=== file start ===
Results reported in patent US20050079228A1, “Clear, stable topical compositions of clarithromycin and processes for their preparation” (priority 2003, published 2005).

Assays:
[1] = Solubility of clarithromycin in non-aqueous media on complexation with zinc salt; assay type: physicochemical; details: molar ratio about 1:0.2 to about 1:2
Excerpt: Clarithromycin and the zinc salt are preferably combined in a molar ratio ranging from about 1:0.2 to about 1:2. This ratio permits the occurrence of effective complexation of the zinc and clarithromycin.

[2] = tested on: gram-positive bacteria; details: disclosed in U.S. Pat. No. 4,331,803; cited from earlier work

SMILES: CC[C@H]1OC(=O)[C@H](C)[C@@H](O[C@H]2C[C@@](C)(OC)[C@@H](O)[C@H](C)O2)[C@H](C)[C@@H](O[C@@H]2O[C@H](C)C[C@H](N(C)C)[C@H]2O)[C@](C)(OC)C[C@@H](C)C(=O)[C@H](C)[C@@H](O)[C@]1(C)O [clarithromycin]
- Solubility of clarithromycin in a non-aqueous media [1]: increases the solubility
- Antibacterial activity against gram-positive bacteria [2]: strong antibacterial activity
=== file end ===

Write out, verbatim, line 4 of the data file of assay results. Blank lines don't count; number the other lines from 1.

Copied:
Excerpt: Clarithromycin and the zinc salt are preferably combined in a molar ratio ranging from about 1:0.2 to about 1:2. This ratio permits the occurrence of effective complexation of the zinc and clarithromycin.